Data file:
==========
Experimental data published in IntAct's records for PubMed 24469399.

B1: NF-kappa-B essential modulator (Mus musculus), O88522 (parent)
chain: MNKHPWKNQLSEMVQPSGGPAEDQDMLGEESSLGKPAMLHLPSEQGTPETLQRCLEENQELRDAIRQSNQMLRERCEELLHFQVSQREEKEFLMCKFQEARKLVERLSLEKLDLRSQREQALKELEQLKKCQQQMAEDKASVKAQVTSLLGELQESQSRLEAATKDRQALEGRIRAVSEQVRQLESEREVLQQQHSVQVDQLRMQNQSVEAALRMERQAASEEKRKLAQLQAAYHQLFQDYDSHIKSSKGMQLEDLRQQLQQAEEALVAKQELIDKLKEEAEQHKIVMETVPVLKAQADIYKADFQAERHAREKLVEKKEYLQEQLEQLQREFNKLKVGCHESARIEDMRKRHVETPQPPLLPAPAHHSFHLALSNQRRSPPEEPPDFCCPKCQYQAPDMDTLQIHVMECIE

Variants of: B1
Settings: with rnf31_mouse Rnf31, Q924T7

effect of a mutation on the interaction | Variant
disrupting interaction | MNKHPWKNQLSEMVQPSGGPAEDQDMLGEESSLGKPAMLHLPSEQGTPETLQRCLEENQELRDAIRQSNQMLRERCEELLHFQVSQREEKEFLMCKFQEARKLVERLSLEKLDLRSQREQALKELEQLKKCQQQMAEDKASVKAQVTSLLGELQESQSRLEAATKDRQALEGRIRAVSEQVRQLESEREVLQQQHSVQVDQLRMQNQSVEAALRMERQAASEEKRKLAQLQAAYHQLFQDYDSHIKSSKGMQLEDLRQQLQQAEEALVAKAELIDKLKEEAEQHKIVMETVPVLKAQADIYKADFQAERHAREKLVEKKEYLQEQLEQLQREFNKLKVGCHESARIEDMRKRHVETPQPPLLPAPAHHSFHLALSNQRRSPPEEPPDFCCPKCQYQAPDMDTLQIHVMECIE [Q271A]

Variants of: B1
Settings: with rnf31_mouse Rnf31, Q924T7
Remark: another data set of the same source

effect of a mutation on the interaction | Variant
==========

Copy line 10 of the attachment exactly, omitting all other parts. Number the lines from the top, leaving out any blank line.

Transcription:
Remark: another data set of the same source